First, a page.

24hr camp, Brian's Sprinter left, Jonathan's RV right

Friday it was much of the same.  Wake up, hang out, get some good breakfast in, and slowly get ready to do another lap.  The group took off fairly fast.  I had in mind what kind of effort I wanted to put in the day before the race, and quickly was dropped.  This allowed me to see the course on my own and get a better feel for it though.  I got to choose my line as opposed to following someone's wheel.  By the end of the lap, i was glad I had the opportunity to follow the group and ride by myself in consecutive days.

Gameday came and the weather was nice, sunny and 60s, but there was a bit of wind.  Jeremy volunteered to take the first lap, which included a La Mans style start (hundreds of cyclists running in cycling shoes-not fun).  I handed him his bike as he approached to save him some time.  He was  probably in the top 20 overall.  On the first lap Jeremy had a great time of 1:00:21.  Ben was up next, and followed suit with a 1:00:25.  Adam was out on the course (turned a 1:05 on his first lap), so I started to warm up.  I was a bit nervous and hoped I could turn out a solid lap.  Most of all, I wanted to be consistent from start to finish.  I went out hard, but held back a little bit on the first lap to keep from blowing up.  I rode smooth and put in a lap time of 1:06 per my GPS (1:07 with the time it took to get to my bike).  I was very excited about this, especially since I knew I had a lot left in the tank.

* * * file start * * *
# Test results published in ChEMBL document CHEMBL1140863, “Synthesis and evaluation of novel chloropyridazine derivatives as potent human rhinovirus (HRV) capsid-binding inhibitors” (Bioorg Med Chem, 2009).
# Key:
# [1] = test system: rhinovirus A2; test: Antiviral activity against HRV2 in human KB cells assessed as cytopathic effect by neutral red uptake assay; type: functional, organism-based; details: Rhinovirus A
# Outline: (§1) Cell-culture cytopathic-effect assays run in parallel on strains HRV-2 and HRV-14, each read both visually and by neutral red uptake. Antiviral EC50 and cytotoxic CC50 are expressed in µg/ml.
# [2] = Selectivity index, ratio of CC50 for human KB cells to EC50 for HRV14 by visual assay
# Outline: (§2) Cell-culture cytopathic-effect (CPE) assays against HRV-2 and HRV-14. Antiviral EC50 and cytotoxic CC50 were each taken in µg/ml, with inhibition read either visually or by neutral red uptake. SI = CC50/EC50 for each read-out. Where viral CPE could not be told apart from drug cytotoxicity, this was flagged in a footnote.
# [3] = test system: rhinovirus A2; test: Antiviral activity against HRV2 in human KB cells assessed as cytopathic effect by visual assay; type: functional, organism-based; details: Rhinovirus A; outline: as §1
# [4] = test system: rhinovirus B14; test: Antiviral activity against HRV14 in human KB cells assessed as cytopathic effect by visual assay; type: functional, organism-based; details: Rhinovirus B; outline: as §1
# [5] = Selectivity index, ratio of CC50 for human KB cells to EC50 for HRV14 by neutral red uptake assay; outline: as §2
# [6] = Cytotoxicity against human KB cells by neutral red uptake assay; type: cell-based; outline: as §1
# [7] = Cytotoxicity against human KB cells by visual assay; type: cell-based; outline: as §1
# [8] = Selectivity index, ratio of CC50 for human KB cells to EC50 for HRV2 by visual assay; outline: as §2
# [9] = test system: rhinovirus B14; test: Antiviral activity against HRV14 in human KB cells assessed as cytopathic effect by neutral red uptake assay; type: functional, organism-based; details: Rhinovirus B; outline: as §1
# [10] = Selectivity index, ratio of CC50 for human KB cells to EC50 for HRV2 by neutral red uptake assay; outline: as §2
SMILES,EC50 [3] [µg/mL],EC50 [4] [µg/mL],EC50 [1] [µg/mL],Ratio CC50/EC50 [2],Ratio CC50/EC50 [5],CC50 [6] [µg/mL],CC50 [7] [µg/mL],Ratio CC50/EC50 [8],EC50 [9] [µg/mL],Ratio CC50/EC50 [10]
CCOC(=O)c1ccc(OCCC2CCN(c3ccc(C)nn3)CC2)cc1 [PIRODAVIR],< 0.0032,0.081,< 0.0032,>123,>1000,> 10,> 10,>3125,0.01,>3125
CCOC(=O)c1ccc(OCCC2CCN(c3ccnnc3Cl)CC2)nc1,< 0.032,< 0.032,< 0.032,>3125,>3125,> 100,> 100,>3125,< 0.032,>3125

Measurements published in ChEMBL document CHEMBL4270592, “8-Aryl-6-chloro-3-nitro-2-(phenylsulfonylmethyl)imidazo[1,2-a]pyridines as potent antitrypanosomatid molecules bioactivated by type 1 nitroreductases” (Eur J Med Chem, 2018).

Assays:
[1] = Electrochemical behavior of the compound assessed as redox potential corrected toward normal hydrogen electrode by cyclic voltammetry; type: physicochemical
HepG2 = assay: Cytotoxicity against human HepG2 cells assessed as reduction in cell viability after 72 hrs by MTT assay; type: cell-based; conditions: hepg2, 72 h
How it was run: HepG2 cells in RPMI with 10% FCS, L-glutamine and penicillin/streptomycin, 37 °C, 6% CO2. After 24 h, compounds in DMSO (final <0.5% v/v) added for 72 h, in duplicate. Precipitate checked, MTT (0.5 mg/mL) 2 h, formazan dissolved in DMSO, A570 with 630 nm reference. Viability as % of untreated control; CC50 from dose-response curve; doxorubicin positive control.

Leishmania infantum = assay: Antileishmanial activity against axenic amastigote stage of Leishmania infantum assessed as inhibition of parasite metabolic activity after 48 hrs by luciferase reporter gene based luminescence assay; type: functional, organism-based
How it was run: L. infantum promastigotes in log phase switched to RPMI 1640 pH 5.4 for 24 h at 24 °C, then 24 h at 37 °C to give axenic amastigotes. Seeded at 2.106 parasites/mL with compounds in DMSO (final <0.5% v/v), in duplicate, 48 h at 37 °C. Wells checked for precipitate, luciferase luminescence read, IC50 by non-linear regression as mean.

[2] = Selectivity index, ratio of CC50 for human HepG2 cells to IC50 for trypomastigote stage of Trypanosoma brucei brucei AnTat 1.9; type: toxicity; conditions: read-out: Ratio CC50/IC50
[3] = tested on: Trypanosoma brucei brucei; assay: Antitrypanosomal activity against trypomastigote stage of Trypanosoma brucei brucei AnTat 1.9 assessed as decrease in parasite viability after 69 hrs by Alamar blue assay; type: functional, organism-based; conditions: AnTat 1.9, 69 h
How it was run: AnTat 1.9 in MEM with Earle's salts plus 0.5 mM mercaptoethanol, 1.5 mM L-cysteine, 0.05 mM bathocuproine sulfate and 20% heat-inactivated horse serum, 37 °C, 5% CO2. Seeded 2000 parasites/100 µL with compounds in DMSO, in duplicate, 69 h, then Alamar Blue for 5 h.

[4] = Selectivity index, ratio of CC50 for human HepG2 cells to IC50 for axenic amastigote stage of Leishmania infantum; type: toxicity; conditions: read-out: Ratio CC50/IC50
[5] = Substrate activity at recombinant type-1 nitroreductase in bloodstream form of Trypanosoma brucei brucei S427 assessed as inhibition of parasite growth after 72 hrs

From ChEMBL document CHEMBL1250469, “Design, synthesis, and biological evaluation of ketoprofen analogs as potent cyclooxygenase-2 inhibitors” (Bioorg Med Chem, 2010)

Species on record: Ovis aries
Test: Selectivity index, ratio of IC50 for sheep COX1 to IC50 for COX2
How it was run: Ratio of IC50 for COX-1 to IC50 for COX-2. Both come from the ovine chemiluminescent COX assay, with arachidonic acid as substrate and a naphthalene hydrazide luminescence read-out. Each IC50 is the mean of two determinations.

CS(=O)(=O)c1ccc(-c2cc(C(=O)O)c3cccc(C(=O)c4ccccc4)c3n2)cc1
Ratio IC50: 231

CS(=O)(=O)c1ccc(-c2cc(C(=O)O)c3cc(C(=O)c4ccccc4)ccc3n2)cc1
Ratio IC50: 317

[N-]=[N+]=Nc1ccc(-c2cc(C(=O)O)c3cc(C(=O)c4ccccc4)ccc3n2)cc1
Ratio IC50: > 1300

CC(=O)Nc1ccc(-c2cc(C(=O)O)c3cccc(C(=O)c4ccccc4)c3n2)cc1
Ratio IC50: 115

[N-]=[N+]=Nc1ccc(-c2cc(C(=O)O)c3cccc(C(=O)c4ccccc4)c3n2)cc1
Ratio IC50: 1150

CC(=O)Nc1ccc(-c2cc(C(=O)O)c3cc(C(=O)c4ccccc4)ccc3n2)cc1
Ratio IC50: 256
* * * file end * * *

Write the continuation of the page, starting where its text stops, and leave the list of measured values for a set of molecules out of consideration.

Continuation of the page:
Laps two, three, and four were all night laps.  Over the last few years, I've done a ton of night riding in the front range.  I've always felt that darkness is not a reason to stop riding my bike.  I actually feel it brings a new sense of excitement and fun to the trails I ride all the time.  I pulled off all three night laps and was only a couple minutes slower than my day lap. 

As the race was unfolding, we were aware of our placing, which was pretty much 2nd in the 4 person mens open the whole day.  Sho-Air/Cannondale had us by 10-15 minutes, and third place was 20 or so minutes behind us.  We had to keep racing hard to maintain our place.  One mistake by the leaders and we could have been first or we could have fallen out of contention if we made a mistake. 

Lap 5 was at about 9AM.  It felt great to make it through the night without any hiccups and to still feel strong and get one final lap in the sun.  I knew this would be my last, so I wanted to leave it all on the course.  I cooked one turn a bit to much and went off course about 9 or so miles in.  Miles 12-14 seemed to hurt the most everytime through.  This time, I looked down, and even though I was working as hard as I could, I struggled to get my heart rate into the 150s.  I rolled through to the transition tent and the result was a 1:09! 

I was so excited upon getting back to the transition area.  I put down 5 laps with my fastest time being 1:07 and my slowest lap 1:11.  Consistent.  I knew that would be the case, but to have so little variance in time was amazing.  I also knew I had done my part, and with only two more laps for the team, things were looking good.  Jeremy and Ben cranked out a lap each, and we secured 2nd place.  Lap times here.  Category results here

It was amazing how the team came together.  We didn't really talk much stategy, but it all played out well.  Everyone did what they needed to do.  We didn't have any missed transitions, burnt out lights, or mechanicals.  We had great support and an unreal camp/setup. 

The rest of our group had great results as well.  Jonathan Davis battled the field and finished 1st solo male!  Curt rode to 2nd, and Brian Sells finished 4th in his first ever 24 solo.  Tanner, Jonathan's son, cranked out 8 laps in his solo effort for a new distance record.

Podium shot, Adam Haid, Ben Jones, me, Jeremy Young

Video produced by Adam Haid here.